Happy 20th birthday, March 10, 2018, to my beloved Henry horse!
Formerly named Root Beer Float by humans in the racing world who failed to appreciate his majesty, Henry was so defensive when Greg and I first met him that we were advised to use a stock for his veterinary treatment.
PETA fieldworkers had found Henry in April 2014, together with a mare we named Caroline, abandoned and starving in a rural North Carolina field. Knowing that Henry and Caroline had few options, Greg was determined that we would adopt them, despite our very limited horse experience.
Somehow, against the odds, Greg and I made the adoption work.
In the early months after Greg’s October 2015 death, one of my few joys was watching Henry and Caroline transform and thrive. The pair brought me so much solace and pride, in fact, that in September 2016 I adopted another PETA rescue horse named Charlie, who had been drugged and raced for years despite his injuries.
My experience with Henry and Charlie also inspired me to learn all the ways that horses suffer in the racing industry, and to do as much as I can to end their suffering.
Through the Greg Fund, I have provided major support to the PETA Cruelty Investigations Division / Community Animal Project that rescued Henry and Caroline, and the Cruelty in Horse Racing Campaign that rescued Charlie.
PETA’s gutsy and innovative strategies have already secured major breakthroughs for racehorses. After a PETA investigation exposed that leading Thoroughbred horse trainer Steve Asmussen drugged sore, injured horses in order to mask pain and make them run faster, the New York State Gaming Commission fined Asmussen $10,000 and proposed sweeping new regulations to protect horses.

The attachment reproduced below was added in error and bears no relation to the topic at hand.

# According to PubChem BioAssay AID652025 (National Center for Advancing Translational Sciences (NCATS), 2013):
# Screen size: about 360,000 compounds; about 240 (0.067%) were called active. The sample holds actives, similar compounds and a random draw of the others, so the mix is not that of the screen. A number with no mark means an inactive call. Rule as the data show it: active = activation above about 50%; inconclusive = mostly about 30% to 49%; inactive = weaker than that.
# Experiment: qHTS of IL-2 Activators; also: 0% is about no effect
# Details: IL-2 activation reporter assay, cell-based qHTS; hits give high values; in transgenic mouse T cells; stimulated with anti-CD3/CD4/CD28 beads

Last year, PETA introduced a new technology that allows bettors to donate for racehorse aftercare, and worked with the Thoroughbred Aftercare Alliance and Stronach Group to launch it at major racetracks. Although horses can live well into their 30s, racehorses are typically used for just a few years, and many are then sent to slaughter in Canada or Mexico. The new PETA technology is an important means to provide a happier ending for these magnificent creatures.
This week, PETA backed an aggrieved bettor in filing a lawsuit over winnings he was cheated out of when a doped horse won a race in New Jersey two years ago. The lawsuit represents an effort by PETA to open the gates for more litigation by bettors, which in turn should curtail illegal horse doping and the injuries and deaths that frequently occur as a result.
If only Greg could see us now!
Photo of Charlie and Henry running c Irene Abdou Photography.